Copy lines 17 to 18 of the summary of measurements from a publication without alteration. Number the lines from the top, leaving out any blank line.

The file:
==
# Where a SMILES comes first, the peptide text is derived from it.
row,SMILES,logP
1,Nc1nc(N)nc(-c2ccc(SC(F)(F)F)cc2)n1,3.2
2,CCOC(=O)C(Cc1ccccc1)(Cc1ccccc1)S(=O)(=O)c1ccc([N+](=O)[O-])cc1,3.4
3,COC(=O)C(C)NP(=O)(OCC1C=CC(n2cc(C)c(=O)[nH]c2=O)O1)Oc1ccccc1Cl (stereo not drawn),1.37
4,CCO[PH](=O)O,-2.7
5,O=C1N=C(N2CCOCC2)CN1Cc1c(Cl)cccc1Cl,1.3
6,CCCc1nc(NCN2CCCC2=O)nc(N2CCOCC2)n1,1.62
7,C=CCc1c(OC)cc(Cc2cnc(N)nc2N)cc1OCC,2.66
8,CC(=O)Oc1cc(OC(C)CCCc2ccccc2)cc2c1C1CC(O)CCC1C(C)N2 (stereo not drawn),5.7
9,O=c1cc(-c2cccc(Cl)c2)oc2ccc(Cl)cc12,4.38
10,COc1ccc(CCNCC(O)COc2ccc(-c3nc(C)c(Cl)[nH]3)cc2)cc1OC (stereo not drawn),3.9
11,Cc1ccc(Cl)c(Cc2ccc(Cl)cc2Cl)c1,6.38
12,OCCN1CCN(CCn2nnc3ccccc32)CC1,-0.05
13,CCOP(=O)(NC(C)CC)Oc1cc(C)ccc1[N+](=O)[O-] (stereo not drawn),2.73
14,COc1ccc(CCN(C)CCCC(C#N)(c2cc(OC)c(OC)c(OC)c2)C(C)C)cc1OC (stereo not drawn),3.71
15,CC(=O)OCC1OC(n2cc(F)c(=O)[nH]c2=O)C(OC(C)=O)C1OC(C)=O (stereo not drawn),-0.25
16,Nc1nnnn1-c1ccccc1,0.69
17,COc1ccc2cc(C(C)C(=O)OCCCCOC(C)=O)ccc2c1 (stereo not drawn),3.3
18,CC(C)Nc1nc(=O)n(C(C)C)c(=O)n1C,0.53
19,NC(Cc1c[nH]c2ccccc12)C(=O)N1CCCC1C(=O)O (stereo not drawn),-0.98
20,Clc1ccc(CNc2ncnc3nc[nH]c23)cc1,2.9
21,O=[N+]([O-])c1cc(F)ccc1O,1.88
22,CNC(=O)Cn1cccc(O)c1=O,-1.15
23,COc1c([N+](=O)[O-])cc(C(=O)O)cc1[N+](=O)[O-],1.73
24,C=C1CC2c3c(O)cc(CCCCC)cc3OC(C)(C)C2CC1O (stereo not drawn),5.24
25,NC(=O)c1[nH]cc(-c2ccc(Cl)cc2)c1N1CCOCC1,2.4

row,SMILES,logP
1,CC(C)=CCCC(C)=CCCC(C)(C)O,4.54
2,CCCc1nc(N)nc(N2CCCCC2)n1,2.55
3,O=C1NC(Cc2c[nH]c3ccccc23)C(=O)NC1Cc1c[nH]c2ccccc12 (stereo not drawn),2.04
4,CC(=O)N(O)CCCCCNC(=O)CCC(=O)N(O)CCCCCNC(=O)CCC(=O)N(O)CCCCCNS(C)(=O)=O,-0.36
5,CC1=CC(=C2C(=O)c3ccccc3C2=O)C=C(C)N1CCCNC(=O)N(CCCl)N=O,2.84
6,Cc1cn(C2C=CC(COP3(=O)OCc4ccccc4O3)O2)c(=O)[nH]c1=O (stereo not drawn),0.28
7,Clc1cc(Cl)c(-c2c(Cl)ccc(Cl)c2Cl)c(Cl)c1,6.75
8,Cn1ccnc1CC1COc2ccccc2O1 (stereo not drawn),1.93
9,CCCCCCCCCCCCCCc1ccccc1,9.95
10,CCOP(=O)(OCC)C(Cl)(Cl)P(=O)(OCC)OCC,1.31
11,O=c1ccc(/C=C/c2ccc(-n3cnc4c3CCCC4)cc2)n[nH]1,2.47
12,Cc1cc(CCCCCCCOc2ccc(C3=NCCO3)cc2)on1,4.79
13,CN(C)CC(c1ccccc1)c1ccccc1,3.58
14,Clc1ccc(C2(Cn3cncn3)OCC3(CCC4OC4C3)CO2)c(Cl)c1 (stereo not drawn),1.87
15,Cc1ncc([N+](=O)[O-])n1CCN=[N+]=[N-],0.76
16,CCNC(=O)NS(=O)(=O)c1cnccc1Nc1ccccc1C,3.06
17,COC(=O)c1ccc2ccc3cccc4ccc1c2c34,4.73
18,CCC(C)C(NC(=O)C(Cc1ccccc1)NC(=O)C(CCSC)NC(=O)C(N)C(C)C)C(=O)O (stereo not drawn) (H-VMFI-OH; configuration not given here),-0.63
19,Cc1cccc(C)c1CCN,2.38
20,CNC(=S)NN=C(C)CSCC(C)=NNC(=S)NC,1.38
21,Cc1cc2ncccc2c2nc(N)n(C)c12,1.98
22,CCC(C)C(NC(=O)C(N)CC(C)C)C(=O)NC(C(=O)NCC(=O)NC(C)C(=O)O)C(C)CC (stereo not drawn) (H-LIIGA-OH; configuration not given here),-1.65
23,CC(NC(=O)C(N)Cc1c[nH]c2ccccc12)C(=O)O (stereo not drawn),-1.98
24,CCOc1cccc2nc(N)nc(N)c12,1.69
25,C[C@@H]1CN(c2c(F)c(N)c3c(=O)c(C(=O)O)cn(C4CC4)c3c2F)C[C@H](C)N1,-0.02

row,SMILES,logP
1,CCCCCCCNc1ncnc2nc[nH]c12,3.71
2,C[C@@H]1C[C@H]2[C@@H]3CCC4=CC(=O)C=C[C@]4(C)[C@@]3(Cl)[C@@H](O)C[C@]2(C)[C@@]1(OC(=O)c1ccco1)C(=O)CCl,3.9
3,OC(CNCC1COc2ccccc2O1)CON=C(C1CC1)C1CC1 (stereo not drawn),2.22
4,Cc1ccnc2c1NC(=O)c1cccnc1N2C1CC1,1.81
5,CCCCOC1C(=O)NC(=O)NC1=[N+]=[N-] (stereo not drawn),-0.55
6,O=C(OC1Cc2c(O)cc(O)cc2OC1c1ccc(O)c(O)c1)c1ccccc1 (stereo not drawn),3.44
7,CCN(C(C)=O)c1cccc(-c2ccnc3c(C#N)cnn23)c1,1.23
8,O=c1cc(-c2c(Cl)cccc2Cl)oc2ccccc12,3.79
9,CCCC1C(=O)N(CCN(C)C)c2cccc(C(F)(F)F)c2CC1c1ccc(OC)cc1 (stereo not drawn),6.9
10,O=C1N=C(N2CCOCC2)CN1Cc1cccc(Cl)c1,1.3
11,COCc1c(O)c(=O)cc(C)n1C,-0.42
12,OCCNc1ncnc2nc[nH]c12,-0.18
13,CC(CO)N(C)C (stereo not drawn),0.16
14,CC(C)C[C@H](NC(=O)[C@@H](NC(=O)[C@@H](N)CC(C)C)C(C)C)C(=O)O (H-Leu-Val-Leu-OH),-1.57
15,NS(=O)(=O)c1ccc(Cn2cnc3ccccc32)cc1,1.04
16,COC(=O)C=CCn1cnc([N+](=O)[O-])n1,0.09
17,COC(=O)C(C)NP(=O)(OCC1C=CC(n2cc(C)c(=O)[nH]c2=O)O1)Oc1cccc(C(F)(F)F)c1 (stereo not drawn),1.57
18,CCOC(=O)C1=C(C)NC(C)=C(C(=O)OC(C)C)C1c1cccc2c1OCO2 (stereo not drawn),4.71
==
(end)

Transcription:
15,CC(=O)OCC1OC(n2cc(F)c(=O)[nH]c2=O)C(OC(C)=O)C1OC(C)=O (stereo not drawn),-0.25
16,Nc1nnnn1-c1ccccc1,0.69